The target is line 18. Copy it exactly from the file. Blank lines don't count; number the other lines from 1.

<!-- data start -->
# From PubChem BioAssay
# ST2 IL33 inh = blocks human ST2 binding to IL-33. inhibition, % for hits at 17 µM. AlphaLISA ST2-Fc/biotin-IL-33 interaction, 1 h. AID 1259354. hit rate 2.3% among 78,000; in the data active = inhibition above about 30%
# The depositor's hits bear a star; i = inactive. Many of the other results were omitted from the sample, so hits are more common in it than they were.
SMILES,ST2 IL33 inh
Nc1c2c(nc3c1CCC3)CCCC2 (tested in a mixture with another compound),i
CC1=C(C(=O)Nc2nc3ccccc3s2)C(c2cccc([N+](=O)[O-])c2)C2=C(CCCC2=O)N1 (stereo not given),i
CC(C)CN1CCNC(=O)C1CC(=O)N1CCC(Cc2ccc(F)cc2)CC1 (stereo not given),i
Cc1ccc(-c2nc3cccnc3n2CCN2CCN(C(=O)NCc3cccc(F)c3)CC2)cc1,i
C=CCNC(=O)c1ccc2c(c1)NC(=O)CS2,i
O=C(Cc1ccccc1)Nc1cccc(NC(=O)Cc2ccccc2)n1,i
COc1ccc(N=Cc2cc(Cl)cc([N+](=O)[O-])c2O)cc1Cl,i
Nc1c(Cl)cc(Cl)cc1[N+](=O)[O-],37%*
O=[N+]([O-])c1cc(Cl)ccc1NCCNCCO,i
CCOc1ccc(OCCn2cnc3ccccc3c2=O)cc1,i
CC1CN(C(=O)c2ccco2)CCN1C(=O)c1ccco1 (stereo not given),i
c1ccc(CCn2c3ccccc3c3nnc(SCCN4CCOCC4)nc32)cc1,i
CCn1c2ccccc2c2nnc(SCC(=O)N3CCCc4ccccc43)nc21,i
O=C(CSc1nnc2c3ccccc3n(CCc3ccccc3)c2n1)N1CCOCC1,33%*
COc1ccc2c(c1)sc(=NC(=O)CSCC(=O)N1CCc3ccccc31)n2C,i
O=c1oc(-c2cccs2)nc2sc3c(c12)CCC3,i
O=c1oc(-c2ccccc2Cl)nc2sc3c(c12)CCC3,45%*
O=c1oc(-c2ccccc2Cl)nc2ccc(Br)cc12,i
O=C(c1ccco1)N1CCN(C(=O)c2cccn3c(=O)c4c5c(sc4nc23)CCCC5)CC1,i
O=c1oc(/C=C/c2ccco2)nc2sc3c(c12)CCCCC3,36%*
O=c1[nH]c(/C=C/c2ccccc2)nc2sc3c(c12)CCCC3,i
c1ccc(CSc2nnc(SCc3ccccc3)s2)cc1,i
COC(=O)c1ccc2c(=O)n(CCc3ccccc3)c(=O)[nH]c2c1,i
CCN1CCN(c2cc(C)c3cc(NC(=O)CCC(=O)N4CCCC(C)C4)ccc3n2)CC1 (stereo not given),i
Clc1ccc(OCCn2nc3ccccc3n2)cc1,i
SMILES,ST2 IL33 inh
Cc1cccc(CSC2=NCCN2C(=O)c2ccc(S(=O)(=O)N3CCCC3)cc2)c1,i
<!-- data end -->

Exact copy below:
O=C(CSc1nnc2c3ccccc3n(CCc3ccccc3)c2n1)N1CCOCC1,33%*